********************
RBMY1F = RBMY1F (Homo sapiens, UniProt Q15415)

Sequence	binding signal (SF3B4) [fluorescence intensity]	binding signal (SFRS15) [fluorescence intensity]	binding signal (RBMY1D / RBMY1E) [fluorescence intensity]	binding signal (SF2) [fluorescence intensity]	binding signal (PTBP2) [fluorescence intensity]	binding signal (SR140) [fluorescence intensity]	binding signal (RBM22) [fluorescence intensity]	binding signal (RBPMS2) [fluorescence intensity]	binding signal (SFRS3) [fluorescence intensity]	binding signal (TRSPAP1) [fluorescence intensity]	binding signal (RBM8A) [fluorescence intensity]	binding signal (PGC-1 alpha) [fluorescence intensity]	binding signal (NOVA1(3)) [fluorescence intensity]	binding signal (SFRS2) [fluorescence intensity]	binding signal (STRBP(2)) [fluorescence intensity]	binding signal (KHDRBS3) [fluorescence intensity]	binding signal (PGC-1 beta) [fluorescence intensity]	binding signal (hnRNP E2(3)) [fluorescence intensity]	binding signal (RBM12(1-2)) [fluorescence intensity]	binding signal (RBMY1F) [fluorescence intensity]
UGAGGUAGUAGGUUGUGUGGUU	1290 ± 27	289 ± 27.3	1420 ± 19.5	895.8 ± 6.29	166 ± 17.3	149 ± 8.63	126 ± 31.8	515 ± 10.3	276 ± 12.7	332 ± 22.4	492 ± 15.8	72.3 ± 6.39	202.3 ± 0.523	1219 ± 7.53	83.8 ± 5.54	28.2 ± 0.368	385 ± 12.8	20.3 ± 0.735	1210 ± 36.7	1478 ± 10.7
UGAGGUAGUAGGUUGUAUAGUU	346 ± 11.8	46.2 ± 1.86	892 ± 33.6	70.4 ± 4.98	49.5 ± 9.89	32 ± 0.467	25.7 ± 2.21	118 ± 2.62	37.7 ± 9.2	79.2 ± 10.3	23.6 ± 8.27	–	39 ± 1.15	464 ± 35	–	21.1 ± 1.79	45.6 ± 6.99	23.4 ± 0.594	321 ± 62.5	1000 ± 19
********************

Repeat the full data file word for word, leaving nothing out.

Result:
RBMY1F = RBMY1F (Homo sapiens, UniProt Q15415)

Sequence	binding signal (SF3B4) [fluorescence intensity]	binding signal (SFRS15) [fluorescence intensity]	binding signal (RBMY1D / RBMY1E) [fluorescence intensity]	binding signal (SF2) [fluorescence intensity]	binding signal (PTBP2) [fluorescence intensity]	binding signal (SR140) [fluorescence intensity]	binding signal (RBM22) [fluorescence intensity]	binding signal (RBPMS2) [fluorescence intensity]	binding signal (SFRS3) [fluorescence intensity]	binding signal (TRSPAP1) [fluorescence intensity]	binding signal (RBM8A) [fluorescence intensity]	binding signal (PGC-1 alpha) [fluorescence intensity]	binding signal (NOVA1(3)) [fluorescence intensity]	binding signal (SFRS2) [fluorescence intensity]	binding signal (STRBP(2)) [fluorescence intensity]	binding signal (KHDRBS3) [fluorescence intensity]	binding signal (PGC-1 beta) [fluorescence intensity]	binding signal (hnRNP E2(3)) [fluorescence intensity]	binding signal (RBM12(1-2)) [fluorescence intensity]	binding signal (RBMY1F) [fluorescence intensity]
UGAGGUAGUAGGUUGUGUGGUU	1290 ± 27	289 ± 27.3	1420 ± 19.5	895.8 ± 6.29	166 ± 17.3	149 ± 8.63	126 ± 31.8	515 ± 10.3	276 ± 12.7	332 ± 22.4	492 ± 15.8	72.3 ± 6.39	202.3 ± 0.523	1219 ± 7.53	83.8 ± 5.54	28.2 ± 0.368	385 ± 12.8	20.3 ± 0.735	1210 ± 36.7	1478 ± 10.7
UGAGGUAGUAGGUUGUAUAGUU	346 ± 11.8	46.2 ± 1.86	892 ± 33.6	70.4 ± 4.98	49.5 ± 9.89	32 ± 0.467	25.7 ± 2.21	118 ± 2.62	37.7 ± 9.2	79.2 ± 10.3	23.6 ± 8.27	–	39 ± 1.15	464 ± 35	–	21.1 ± 1.79	45.6 ± 6.99	23.4 ± 0.594	321 ± 62.5	1000 ± 19